Copy a file from a remote server to your local box using on-the-fly compression

rsync -Pz user@remotehost:/path/file.dat .
-P displays a progress meter -z tells rsync to use compression
Sample Output
file.dat
    40401755 100%  378.95kB/s    0:01:44 (xfer#1, to-check=0/1)

sent 43505 bytes  received 18909323 bytes  176305.38 bytes/sec
total size is 40401755  speedup is 2.13

1
2009-02-20 20:13:59

These Might Interest You

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    1
    lftp -u user,pwd -e "set sftp:connect-program 'ssh -a -x -T -c arcfour -o Compression=no'; mirror -v -c --loop --use-pget-n=3 -P 2 /remote/dir/ /local/dir/; quit" sftp://remotehost:22
    colemar · 2014-10-17 00:29:34 0
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    9
    curlftpfs ftp://YourUsername:YourPassword@YourFTPServerURL /tmp/remote-website/ && rsync -av /tmp/remote-website/* /usr/local/data_latest && umount /tmp/remote-website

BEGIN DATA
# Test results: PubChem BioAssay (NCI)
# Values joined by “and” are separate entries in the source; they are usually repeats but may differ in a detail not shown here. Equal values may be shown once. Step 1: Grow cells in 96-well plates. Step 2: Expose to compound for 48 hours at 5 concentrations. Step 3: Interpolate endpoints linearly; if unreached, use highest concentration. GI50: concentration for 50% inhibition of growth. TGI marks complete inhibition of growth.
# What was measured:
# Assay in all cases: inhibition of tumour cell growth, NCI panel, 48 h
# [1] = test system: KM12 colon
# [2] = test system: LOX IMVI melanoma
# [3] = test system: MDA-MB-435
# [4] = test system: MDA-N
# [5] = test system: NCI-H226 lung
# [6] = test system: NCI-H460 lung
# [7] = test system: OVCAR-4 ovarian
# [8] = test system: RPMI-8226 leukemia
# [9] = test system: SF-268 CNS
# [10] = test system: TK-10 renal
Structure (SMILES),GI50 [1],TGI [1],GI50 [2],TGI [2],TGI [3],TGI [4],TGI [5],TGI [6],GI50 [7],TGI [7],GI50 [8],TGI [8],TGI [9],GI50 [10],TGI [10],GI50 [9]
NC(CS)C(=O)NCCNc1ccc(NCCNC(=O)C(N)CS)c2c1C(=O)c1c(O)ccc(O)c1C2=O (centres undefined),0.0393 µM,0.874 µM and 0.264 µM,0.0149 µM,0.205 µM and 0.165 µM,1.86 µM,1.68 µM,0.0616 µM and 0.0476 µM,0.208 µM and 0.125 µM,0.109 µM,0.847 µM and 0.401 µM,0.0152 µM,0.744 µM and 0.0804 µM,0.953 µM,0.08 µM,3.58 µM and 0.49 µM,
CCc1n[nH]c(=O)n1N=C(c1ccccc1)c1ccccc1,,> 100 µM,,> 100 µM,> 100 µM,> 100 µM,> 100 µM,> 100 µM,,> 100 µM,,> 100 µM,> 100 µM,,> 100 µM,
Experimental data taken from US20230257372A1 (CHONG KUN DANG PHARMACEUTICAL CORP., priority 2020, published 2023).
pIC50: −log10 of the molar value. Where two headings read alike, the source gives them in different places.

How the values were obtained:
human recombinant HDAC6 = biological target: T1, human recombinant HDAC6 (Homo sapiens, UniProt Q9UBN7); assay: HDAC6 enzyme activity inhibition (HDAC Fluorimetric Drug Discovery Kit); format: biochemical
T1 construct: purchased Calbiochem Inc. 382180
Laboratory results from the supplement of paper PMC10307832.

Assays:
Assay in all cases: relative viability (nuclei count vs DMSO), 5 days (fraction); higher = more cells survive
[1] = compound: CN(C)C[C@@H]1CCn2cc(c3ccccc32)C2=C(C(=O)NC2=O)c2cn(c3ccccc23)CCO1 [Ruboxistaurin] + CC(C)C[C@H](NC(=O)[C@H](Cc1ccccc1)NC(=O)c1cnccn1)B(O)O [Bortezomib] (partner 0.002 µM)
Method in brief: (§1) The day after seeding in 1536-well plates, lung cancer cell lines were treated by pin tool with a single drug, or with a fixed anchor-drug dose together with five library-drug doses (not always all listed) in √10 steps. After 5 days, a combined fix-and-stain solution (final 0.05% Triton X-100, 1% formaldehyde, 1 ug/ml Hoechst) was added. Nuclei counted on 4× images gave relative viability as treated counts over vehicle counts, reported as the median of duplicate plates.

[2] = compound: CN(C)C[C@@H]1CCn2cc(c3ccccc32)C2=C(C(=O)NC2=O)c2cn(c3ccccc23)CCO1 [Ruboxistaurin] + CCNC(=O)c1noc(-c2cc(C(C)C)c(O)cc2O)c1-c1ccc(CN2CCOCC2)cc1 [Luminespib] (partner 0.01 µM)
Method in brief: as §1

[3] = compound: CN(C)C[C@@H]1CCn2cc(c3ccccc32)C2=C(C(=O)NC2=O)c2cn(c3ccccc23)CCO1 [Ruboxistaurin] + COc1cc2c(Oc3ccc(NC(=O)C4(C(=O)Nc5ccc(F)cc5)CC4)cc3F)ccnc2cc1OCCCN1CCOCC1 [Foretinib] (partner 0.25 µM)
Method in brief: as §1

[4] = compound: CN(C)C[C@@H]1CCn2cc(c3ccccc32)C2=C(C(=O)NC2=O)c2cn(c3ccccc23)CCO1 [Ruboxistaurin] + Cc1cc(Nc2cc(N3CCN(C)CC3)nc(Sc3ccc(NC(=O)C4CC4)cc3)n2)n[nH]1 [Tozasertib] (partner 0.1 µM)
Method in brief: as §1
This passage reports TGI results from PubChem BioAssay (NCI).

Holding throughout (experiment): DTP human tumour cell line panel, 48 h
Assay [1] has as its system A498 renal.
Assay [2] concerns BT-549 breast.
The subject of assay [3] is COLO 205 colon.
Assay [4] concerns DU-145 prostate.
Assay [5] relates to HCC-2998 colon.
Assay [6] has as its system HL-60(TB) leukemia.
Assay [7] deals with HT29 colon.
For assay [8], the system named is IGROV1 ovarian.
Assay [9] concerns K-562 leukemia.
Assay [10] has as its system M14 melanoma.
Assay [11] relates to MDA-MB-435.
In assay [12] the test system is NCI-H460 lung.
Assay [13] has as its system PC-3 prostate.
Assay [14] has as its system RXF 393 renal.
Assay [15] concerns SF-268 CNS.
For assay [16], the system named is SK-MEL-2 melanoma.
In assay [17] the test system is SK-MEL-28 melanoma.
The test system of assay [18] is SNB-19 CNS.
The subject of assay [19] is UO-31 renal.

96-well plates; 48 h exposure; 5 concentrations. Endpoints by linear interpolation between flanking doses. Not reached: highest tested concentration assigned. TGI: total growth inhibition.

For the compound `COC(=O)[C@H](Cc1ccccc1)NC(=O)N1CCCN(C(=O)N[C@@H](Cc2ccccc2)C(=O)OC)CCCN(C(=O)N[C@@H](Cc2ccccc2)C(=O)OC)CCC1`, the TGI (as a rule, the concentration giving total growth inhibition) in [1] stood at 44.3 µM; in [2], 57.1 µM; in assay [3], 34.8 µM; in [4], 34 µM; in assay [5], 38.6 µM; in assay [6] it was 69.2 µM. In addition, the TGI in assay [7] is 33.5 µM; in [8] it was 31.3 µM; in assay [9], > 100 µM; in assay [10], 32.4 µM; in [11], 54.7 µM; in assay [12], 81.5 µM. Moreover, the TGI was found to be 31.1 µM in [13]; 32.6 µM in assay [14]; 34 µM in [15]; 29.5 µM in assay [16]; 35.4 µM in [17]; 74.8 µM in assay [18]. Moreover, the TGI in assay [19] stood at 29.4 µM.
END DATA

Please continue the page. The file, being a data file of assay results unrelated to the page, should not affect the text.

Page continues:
nadavkav · 2009-03-31 18:01:00 3
  • ssh from local to remote and pipe output of file to the local clipboard


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    ssh [remote-machine] "cat file" | xclip -selection c
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  • It is an easy method unzip a file and copy it to remote machine. No unziped file on local hard drive Show Sample Output


    -3
    gzip -cd file.gz | ssh user@host 'dd of=~/file'
    twfcc · 2010-09-20 11:44:19 0

What Others Think

You should use SSH for the rsync connection, and SSH on most systems will be configured to have compression enabled by default.
sud0er · 487 weeks and 2 days ago

What do you think?

Any thoughts on this command? Does it work on your machine? Can you do the same thing with only 14 characters?

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